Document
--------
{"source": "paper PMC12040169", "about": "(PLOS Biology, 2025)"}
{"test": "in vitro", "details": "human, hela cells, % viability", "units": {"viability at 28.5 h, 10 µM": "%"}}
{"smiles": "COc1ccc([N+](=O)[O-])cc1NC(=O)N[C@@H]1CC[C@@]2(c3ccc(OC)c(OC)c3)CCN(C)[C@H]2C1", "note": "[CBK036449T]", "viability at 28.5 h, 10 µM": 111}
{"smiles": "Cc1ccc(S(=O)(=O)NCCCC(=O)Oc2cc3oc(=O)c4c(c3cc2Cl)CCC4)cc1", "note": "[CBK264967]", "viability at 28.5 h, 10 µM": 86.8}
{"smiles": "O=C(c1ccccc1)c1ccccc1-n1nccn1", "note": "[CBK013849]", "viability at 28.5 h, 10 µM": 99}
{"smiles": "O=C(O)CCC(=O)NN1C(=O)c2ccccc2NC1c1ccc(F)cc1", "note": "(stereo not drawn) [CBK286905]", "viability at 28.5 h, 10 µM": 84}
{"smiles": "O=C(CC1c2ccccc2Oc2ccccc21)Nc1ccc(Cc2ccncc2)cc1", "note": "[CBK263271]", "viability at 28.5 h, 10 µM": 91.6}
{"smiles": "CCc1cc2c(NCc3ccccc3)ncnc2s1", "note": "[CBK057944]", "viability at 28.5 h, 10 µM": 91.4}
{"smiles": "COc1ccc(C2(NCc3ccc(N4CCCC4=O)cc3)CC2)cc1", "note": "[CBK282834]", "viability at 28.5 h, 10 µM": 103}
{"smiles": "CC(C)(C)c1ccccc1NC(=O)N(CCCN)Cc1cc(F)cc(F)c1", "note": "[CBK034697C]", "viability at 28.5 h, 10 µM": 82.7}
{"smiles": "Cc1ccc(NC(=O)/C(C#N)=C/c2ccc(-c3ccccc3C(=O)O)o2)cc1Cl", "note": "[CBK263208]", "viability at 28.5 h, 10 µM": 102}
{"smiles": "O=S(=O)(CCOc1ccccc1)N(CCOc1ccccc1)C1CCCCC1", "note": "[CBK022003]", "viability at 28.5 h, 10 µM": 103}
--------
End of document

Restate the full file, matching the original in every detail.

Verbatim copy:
{"source": "paper PMC12040169", "about": "(PLOS Biology, 2025)"}
{"test": "in vitro", "details": "human, hela cells, % viability", "units": {"viability at 28.5 h, 10 µM": "%"}}
{"smiles": "COc1ccc([N+](=O)[O-])cc1NC(=O)N[C@@H]1CC[C@@]2(c3ccc(OC)c(OC)c3)CCN(C)[C@H]2C1", "note": "[CBK036449T]", "viability at 28.5 h, 10 µM": 111}
{"smiles": "Cc1ccc(S(=O)(=O)NCCCC(=O)Oc2cc3oc(=O)c4c(c3cc2Cl)CCC4)cc1", "note": "[CBK264967]", "viability at 28.5 h, 10 µM": 86.8}
{"smiles": "O=C(c1ccccc1)c1ccccc1-n1nccn1", "note": "[CBK013849]", "viability at 28.5 h, 10 µM": 99}
{"smiles": "O=C(O)CCC(=O)NN1C(=O)c2ccccc2NC1c1ccc(F)cc1", "note": "(stereo not drawn) [CBK286905]", "viability at 28.5 h, 10 µM": 84}
{"smiles": "O=C(CC1c2ccccc2Oc2ccccc21)Nc1ccc(Cc2ccncc2)cc1", "note": "[CBK263271]", "viability at 28.5 h, 10 µM": 91.6}
{"smiles": "CCc1cc2c(NCc3ccccc3)ncnc2s1", "note": "[CBK057944]", "viability at 28.5 h, 10 µM": 91.4}
{"smiles": "COc1ccc(C2(NCc3ccc(N4CCCC4=O)cc3)CC2)cc1", "note": "[CBK282834]", "viability at 28.5 h, 10 µM": 103}
{"smiles": "CC(C)(C)c1ccccc1NC(=O)N(CCCN)Cc1cc(F)cc(F)c1", "note": "[CBK034697C]", "viability at 28.5 h, 10 µM": 82.7}
{"smiles": "Cc1ccc(NC(=O)/C(C#N)=C/c2ccc(-c3ccccc3C(=O)O)o2)cc1Cl", "note": "[CBK263208]", "viability at 28.5 h, 10 µM": 102}
{"smiles": "O=S(=O)(CCOc1ccccc1)N(CCOc1ccccc1)C1CCCCC1", "note": "[CBK022003]", "viability at 28.5 h, 10 µM": 103}